HM Treasury has published the remarks delivered by Economic Secretary to the Treasury, John Glen MP, at TheCityUK Annual Conference.  During his address, Mr Glen first highlighted the contribution made by the financial services sector the UK economy. He then explained the significance of the Financial Services and Markets Bill, remarking that far from a post-Brexit ‘bonfire of regulation’, the approach has been to strengthen regulatory standards ‘in a way that supports the UK’s position as a global financial centre.’  He then moved to speak about engagement with the EU, the UK’s equivalence framework, and encouraging the growth of the UK FinTech sector. [30 Jun 2022]

#UKFinTech
BoE speech: Enhancing cross-border payments

The BoE has published the remarks delivered by Victoria Cleland, Executive Director for Banking, Payments and Innovation at the Central Bank Payments Conference. Ms Cleland provided an update on the progress made under the G20’s Roadmap for Enhancing Cross Border Payments, drawing out a number of recent steps, for example:

  • with regard to Building block 9, the Committee on Payment and Market Infrastructure (CPMI) received multiple responses to its October 2021 call for ideas on expanding payment-versus-payment (PvP) for foreign exchange (FX) transactions; a consultative report will be published in the summer; and
  • with regard to Building block 12, the US Federal Reserve extended Fedwire operating hours in 2021 to be operational for 22 hours per day, 5 days per week and the European Central Bank (ECB) plans to extend operating hours as part of the go-live of the consolidation project in November 2022.

She also spoke about the BoE’s work on renewing the real-time gross settlement (RTGS) service – a multi-year project to update the domestic infrastructure which also provides opportunities to support work on enhancing cross-border payments.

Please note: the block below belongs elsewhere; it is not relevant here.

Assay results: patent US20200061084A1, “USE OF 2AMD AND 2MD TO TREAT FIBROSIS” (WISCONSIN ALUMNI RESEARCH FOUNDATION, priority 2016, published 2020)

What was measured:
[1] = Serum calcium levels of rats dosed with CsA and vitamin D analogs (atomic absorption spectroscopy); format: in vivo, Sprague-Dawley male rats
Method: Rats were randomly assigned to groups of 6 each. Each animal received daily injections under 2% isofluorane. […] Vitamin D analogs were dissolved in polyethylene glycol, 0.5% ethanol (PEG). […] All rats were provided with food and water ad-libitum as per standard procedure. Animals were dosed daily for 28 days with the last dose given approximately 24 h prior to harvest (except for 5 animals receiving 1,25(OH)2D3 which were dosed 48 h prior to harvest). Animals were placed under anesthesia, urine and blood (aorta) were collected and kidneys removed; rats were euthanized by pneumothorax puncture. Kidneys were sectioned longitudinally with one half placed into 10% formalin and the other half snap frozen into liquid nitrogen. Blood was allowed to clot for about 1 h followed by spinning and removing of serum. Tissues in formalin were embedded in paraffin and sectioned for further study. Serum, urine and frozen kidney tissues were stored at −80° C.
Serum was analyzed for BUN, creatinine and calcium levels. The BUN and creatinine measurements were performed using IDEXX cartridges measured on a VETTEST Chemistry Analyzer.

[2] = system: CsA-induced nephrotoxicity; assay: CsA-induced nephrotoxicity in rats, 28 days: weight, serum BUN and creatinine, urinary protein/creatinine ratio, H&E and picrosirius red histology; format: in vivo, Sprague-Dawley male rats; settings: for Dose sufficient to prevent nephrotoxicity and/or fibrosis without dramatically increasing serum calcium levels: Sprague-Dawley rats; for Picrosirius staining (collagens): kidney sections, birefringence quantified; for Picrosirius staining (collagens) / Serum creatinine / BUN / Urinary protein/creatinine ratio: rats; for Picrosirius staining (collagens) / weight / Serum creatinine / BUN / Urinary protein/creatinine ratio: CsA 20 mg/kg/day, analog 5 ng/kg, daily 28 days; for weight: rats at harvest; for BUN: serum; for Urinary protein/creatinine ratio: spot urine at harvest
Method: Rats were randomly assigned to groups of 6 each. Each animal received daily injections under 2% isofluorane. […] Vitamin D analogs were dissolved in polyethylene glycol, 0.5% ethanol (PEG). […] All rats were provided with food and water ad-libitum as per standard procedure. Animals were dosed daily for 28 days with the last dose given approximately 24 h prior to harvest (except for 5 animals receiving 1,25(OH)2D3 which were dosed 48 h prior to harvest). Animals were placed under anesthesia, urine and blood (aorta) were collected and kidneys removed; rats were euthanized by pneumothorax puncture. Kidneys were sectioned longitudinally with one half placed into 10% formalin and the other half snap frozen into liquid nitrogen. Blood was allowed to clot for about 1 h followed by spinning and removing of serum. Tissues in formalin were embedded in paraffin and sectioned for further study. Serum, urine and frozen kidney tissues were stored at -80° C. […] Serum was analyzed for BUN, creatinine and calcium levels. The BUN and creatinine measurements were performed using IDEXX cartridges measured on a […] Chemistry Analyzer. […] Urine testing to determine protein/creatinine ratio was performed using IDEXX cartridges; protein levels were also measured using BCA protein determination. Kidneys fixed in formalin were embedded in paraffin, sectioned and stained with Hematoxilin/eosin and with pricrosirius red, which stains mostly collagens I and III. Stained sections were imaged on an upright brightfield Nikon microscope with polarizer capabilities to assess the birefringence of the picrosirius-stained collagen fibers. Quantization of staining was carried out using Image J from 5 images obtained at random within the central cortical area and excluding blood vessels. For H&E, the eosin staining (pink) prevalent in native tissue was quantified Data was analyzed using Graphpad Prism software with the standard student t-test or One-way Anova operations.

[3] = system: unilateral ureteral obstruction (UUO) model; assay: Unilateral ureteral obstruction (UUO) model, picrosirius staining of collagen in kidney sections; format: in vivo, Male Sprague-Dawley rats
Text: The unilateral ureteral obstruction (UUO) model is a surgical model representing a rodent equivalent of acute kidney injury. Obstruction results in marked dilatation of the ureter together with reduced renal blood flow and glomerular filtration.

Ms Cleland concluded her remarks by emphasising the need for central banks, industry and public authorities across the world to work together to deliver the roadmap. [29 Jun 2022]

#Payments

#FX

#Innovation

APPGs publish response from HMT on cryptoasset financial promotions

The All Party Parliamentary Groups (APPG) on FinTech and on Crypto & Digital Assets have published a letter received from John Glen, Economic Secretary to HM Treasury (HMT) regarding cryptoasset financial promotions.  Mr Glen was responding to the APPGs’ letter of 10 June which set out concerns around proposals to bring certain cryptoassets into the financial promotions regime; specifically, the APPGs were concerned that the majority of crypto firms in the UK would not be able to approve their own financial promotions because they do not hold Part 4A permission under the Financial Services and Markets Act (FSMA). Mr Glen explains that it is not the intention of legislation and the FCA’s rules to impose a ‘marketing ban’ on cryptoasset financial promotions, and says that he has asked officials to look into the APPGs’ concerns to ensure that the regime provides sufficient scope for firms to have crypto promotions, which comply with FCA rules, approved. [29 Jun 2022] 

#Cryptoasset

#DigitalAssets

FCA: Open Banking Joint Regulatory Oversight Committee – new webpage with terms of reference

The FCA published a new webpage the terms of reference for the Open Banking Joint Regulatory Oversight Committee. The page covers:

  • an introduction to the committee, including a link to its terms of reference;
  • the plans to convene a strategic working group (more information will be released on this soon); and
  • the discussions and actions at committee meetings on 12 May and 14 June 2022 [27 Jun 2022]
#OpenBanking

 

EU

EC/EP/Council: Political agreement on MiCA

The ECEP and the Council of the EU have reached political agreement on the Markets in Crypto-Assets Regulation (MiCA). The announcements highlight the following points of agreement.

  • Crypto-asset service providers (CASPs) will need to be authorised to operate within the EU. National authorities will be required to issue authorisations within a timeframe of three months and transmit relevant information regularly to ESMA concerning the largest CASPs. Significant CASPs will also be required to disclose their energy consumption.